They quickly assembled a band from studio musicians they liked and called themselves Steely Dan, after a dildo coined by William Burroughs in his novel Naked Lunch (1959). Nobody seemed to get that little joke, so they took the prank further by composing obtuse, acerbic songs adorned by crisp and commercially friendly melodies. Underneath Steely Dan's smooth jazz arrangements though lay some pretty deranged comic stories. "We think of our records as comedy records to some degree," Fagen told The New York Times in 2003. "There wasn't really any model for that sort of thing, with the possible exception of Frank Zappa. But when we first started, people thought our style belied the actual content of the lyrics. So they thought we were just sort of sincere California band. I guess that's the secret of subversion." In Avant Rock: Experimental Music from The Beatles to Bj√∂rk (2002), Bill Martin writes: "What really makes the Steely Dan vision...is a synthesis of jazz-rock with a sound from the first decades of the 20th Century, a sound that I associate with Cole Porter, the Gershwin Brothers and Duke Ellington – I would call this sound 'music deco.' As with the art deco movement in design and architecture, music deco is innovation developed from popular materials. And, as with art deco, there is a definite Jewish side to music deco, or a synthesis of Jewish and African-American influences."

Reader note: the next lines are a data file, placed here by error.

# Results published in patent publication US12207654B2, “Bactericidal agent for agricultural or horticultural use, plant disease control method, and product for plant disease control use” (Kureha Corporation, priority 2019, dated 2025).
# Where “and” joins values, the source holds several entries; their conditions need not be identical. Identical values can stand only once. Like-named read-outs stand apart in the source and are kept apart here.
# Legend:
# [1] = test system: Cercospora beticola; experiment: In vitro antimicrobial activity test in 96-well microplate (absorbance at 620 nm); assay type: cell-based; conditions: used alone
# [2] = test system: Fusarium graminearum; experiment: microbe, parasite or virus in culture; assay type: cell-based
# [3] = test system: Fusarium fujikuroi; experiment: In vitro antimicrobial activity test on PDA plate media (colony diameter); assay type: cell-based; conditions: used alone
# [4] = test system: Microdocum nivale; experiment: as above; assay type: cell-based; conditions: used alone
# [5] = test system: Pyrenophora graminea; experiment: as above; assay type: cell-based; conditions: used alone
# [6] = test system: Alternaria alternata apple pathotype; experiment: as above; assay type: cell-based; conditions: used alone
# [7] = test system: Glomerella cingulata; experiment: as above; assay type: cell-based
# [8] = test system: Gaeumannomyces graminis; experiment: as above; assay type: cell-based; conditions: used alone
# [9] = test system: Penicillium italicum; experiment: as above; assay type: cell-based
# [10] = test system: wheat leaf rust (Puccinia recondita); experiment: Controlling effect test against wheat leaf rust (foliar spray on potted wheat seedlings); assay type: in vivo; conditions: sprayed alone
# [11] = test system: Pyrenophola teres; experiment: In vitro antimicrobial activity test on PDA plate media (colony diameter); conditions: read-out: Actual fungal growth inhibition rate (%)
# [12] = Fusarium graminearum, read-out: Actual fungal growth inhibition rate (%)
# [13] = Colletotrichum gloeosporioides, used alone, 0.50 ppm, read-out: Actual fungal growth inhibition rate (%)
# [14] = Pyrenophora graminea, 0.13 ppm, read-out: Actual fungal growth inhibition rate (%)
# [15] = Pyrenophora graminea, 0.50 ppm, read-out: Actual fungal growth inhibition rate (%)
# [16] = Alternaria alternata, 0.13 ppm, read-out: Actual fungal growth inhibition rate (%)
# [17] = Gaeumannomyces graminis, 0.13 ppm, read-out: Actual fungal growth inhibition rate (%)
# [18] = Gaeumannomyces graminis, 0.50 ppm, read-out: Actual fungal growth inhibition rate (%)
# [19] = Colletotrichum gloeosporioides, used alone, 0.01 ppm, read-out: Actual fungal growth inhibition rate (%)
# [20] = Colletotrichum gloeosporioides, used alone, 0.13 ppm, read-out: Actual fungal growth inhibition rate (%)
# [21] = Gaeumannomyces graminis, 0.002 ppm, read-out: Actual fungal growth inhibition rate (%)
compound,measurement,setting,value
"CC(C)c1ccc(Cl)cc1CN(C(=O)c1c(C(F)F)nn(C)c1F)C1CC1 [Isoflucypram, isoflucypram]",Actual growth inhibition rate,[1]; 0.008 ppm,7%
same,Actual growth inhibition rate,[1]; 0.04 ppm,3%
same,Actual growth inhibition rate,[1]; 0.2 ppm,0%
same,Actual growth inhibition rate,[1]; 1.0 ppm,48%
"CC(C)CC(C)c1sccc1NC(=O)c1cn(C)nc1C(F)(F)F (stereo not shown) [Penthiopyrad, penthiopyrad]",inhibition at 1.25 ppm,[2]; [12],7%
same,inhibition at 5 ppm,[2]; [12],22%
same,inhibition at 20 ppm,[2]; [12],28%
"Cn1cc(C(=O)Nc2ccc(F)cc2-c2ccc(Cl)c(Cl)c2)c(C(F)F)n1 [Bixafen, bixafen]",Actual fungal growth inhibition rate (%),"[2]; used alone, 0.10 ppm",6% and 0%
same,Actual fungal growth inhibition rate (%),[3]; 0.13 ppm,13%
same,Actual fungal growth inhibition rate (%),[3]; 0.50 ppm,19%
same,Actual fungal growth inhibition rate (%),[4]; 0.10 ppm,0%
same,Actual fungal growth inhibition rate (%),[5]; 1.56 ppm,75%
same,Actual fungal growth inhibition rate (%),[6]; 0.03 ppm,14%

While incorporating such influences, Steely Dan also became masters of disguise and believers in the untrustworthy narrator (a trait they shared with songwriter Randy Newman). Besides the neatly veiled but anti-nostalgic "Reelin' in the Years," from Can't Buy a Thrill (1972), the band produced a number of deceptively perverse songs that miraculously found their way onto the radio. "Show Biz Kids," with its funky, catchy melody, took a well-aimed shot at the Hollywood rich and poor – not to mention their own fans. Look closely, and "Rikki Don't Lose That Number," which borrowed its seductive jazz melody from Horace Silver's "Song for My Father," is really about a transvestite. Likewise "The Fez," with its exotic dance rhythms, is actually a light-hearted advisory about wearing condoms. "Pretzel Logic," which accurately describes the swastika, takes on (at least in part) the subject of Adolph Hitler. "Any World (That I'm Welcome to)" is a sly critique on social alienation with a melody so beguiling you can sometimes hear the song playing, as I once heard it, in the most conventional places – like a supermarket.


Subversion and its secrets sometimes comes in the form of a Trojan Horse. But we have grown so used to seeing and hearing rebellion in its loudest, most demonstrative forms, we tend to miss the kind that sneaks in our door. As for Steely Dan's curmudgeonly view of human nature, it comes disguised as popularly accepted music. In "Reelin' in the Years," there is also a wicked devilry in their populist daring.

– Kevin Courrier is a writer/broadcaster, film critic, teacher and author (Dangerous Kitchen: The Subversive World of Zappa). His forthcoming book is Reflections in the Hall of Mirrors: American Movies and the Politics of Idealism. With John CorcelliCourrier is finishing production on a radio documentary for CBC Radio's Inside the Music called The Other Me: The Avant-Garde Music of Paul McCartney to be broadcast on December 30th.